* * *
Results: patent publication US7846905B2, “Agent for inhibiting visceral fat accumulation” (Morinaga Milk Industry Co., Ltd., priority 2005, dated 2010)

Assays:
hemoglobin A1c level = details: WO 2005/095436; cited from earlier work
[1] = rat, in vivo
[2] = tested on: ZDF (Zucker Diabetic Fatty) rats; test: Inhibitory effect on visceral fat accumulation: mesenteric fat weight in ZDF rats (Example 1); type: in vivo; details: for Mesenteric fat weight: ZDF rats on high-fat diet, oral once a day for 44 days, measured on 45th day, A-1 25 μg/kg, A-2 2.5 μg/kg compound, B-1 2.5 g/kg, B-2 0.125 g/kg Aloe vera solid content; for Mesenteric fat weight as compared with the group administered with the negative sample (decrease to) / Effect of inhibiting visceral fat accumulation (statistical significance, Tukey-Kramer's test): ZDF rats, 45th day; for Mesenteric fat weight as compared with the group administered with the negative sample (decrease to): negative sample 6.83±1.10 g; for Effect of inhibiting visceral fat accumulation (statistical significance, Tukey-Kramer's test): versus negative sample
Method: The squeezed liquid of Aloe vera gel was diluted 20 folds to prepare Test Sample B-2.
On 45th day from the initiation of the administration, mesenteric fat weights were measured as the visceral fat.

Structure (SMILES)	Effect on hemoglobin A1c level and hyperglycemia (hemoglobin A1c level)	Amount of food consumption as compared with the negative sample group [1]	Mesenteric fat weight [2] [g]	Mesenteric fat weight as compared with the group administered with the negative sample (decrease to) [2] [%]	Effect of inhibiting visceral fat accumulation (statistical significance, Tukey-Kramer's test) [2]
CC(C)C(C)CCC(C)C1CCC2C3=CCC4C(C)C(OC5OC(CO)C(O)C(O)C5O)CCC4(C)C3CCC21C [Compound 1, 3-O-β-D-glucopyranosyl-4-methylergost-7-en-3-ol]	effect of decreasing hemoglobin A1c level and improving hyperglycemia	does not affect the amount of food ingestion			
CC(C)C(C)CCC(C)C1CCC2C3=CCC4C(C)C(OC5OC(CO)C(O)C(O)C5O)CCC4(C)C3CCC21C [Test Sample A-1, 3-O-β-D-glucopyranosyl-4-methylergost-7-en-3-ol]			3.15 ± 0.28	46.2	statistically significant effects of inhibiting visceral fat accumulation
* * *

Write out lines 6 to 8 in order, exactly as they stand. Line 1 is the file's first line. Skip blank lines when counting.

Method: The squeezed liquid of Aloe vera gel was diluted 20 folds to prepare Test Sample B-2.
On 45th day from the initiation of the administration, mesenteric fat weights were measured as the visceral fat.

Structure (SMILES)	Effect on hemoglobin A1c level and hyperglycemia (hemoglobin A1c level)	Amount of food consumption as compared with the negative sample group [1]	Mesenteric fat weight [2] [g]	Mesenteric fat weight as compared with the group administered with the negative sample (decrease to) [2] [%]	Effect of inhibiting visceral fat accumulation (statistical significance, Tukey-Kramer's test) [2]